Release Date: Oct 15, 2013
Record label: Thirty Tigers
Genre(s): Pop/Rock, Alternative/Indie Rock, Indie Pop, Alternative Singer/Songwriter
With her 2011 debut Charlatans at the Garden Gate, Nashville singer/songwriter Tristen established herself as an articulate and clear-voiced purveyor of folk-minded, acoustic pop songs with gentle strains of Americana. Her strong sense of melody helped her music skew more toward an indie pop angle rather than get too mired in rootsy old-timeyness, and on 2013's Caves, she throws any remaining twang out the door, delivering an eloquently rendered synth-driven album. Jumping ship on acoustic music may have been a reaction against the traditional Nashville establishment, but the stylistic turn suits her music well.
Despite its current title as “it city,” there’s a downside to being from Nashville: the tendency of anyone and everyone to find “twang” in your music, even if it doesn’t really exist. It’s something that Tristen has been plagued with since her excellent debut, Charlatans At The Golden Gate, which is an electric fix of pop-hook mastery, a killer voice and some folk influences that congeal into one of the more idiosyncratic points of view from either side of the Mason-Dixon line. And sure, on songs like “Matchstick Murder” and “Tadpole,” you can identify some southern swing, but it’s a mere piece in the Chicago-native’s puzzle, and not even one of the corners that hold it all together.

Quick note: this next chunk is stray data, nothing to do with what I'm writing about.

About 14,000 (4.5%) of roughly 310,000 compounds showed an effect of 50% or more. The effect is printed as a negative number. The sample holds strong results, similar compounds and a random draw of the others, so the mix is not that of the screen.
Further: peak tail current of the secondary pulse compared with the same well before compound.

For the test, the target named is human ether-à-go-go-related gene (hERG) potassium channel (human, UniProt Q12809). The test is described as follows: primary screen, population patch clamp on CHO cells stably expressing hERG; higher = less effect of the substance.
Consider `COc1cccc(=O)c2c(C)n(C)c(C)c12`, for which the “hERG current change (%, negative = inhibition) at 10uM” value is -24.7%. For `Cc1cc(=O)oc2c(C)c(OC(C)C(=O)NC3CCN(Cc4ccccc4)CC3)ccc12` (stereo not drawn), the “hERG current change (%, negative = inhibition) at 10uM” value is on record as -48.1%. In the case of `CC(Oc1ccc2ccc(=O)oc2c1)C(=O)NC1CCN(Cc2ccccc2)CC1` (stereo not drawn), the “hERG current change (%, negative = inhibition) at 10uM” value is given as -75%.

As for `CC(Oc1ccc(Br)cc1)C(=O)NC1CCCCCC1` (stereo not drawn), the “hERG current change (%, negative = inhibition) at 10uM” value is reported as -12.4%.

Tristen is a fighter. Her twitter account attests to that much, and like other determined independent artists, she’s taken her music into her own hands and created her own label, PUPsnake Records. C A V E S is her second LP released on her own label, and it’s full of bright pop melodies, strong vocals and big instrumentation. Tristen’s voice and her songwriting are the anchors that keep C A V E S afloat.
Tristen's 2011 debut, Charlatans at the Garden Gate, defined the Nashville singer-songwriter as an exceptionally feisty presence, adroitly integrating classic country signifiers within a sharp-tongued modern persona. An approach that acknowledged genre history without being overly reverent of it, this method laid the groundwork for a series of smart, lean pop songs with just a palpable bit of twang. Yet it's that same lack of reverence that leads to problems on Caves.